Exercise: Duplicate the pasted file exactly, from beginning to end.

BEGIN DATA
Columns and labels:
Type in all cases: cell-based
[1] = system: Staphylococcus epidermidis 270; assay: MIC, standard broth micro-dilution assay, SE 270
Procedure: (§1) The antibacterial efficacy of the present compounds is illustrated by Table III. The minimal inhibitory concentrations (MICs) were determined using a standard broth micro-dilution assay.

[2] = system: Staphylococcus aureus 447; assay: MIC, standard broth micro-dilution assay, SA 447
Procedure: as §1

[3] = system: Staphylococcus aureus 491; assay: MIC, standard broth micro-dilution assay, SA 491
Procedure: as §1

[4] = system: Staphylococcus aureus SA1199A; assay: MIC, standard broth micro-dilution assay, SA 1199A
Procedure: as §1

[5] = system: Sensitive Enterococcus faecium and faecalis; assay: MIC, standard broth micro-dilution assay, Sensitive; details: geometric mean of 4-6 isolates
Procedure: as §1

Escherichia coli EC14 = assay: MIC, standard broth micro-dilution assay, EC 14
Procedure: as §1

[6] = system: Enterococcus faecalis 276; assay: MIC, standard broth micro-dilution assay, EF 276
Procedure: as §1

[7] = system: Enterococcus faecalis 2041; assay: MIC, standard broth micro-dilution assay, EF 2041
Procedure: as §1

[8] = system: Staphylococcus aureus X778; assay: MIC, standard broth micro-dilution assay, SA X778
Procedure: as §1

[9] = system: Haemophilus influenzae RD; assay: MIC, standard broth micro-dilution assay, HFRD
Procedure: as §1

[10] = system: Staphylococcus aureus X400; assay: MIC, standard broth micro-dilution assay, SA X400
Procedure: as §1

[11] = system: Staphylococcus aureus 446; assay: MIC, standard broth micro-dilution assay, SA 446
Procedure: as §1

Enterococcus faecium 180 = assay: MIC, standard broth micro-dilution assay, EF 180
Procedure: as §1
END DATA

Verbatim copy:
Columns and labels:
Type in all cases: cell-based
[1] = system: Staphylococcus epidermidis 270; assay: MIC, standard broth micro-dilution assay, SE 270
Procedure: (§1) The antibacterial efficacy of the present compounds is illustrated by Table III. The minimal inhibitory concentrations (MICs) were determined using a standard broth micro-dilution assay.

[2] = system: Staphylococcus aureus 447; assay: MIC, standard broth micro-dilution assay, SA 447
Procedure: as §1

[3] = system: Staphylococcus aureus 491; assay: MIC, standard broth micro-dilution assay, SA 491
Procedure: as §1

[4] = system: Staphylococcus aureus SA1199A; assay: MIC, standard broth micro-dilution assay, SA 1199A
Procedure: as §1

[5] = system: Sensitive Enterococcus faecium and faecalis; assay: MIC, standard broth micro-dilution assay, Sensitive; details: geometric mean of 4-6 isolates
Procedure: as §1

Escherichia coli EC14 = assay: MIC, standard broth micro-dilution assay, EC 14
Procedure: as §1

[6] = system: Enterococcus faecalis 276; assay: MIC, standard broth micro-dilution assay, EF 276
Procedure: as §1

[7] = system: Enterococcus faecalis 2041; assay: MIC, standard broth micro-dilution assay, EF 2041
Procedure: as §1

[8] = system: Staphylococcus aureus X778; assay: MIC, standard broth micro-dilution assay, SA X778
Procedure: as §1

[9] = system: Haemophilus influenzae RD; assay: MIC, standard broth micro-dilution assay, HFRD
Procedure: as §1

[10] = system: Staphylococcus aureus X400; assay: MIC, standard broth micro-dilution assay, SA X400
Procedure: as §1

[11] = system: Staphylococcus aureus 446; assay: MIC, standard broth micro-dilution assay, SA 446
Procedure: as §1

Enterococcus faecium 180 = assay: MIC, standard broth micro-dilution assay, EF 180
Procedure: as §1